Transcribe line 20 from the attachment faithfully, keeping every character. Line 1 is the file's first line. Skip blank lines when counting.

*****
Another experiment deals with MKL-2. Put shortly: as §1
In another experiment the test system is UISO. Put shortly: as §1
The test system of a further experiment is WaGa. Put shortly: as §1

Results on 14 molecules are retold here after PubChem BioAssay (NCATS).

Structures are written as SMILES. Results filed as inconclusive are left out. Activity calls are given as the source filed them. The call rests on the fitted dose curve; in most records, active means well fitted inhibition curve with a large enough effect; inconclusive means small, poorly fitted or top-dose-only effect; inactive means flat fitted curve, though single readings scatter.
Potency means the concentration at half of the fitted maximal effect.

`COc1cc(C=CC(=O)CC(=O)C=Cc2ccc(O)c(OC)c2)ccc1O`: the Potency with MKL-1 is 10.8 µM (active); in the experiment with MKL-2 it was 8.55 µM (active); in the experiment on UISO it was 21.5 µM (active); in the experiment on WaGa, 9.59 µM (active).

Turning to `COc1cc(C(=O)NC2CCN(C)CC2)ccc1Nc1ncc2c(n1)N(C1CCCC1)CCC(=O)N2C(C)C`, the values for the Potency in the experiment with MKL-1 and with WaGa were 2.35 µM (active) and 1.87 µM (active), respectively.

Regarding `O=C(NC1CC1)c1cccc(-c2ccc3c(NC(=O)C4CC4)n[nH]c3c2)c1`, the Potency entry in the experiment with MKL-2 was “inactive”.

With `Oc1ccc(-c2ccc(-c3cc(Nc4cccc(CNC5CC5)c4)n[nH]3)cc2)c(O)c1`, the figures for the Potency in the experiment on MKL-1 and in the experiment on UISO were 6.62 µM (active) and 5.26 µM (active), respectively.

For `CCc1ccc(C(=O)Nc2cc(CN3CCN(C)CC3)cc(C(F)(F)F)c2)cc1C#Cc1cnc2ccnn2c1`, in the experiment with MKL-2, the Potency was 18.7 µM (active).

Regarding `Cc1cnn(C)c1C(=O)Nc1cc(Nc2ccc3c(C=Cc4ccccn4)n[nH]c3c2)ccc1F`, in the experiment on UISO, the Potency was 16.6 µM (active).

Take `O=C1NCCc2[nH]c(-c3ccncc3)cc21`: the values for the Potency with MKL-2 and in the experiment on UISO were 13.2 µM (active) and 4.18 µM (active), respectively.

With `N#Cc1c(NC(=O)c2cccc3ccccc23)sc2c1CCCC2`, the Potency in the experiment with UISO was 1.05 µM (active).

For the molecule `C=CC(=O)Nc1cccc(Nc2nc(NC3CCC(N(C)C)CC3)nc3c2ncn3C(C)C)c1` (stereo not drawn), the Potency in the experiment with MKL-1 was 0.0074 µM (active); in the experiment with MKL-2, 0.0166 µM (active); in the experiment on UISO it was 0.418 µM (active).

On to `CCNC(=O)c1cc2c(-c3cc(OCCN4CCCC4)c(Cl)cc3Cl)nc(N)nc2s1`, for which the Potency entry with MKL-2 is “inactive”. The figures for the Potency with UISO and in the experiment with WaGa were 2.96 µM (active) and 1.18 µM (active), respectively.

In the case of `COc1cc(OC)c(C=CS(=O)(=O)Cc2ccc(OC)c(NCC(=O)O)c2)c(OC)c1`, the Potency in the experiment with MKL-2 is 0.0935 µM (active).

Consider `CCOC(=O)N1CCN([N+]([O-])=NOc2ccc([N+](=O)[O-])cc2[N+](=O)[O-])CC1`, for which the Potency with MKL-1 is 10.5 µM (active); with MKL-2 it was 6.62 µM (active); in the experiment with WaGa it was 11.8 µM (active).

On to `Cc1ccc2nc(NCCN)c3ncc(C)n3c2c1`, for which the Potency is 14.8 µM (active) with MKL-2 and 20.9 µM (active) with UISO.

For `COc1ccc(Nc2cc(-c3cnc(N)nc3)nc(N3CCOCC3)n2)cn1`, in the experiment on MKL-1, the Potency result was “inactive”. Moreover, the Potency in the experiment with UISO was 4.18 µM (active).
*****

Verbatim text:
For `COc1ccc(Nc2cc(-c3cnc(N)nc3)nc(N3CCOCC3)n2)cn1`, in the experiment on MKL-1, the Potency result was “inactive”. Moreover, the Potency in the experiment with UISO was 4.18 µM (active).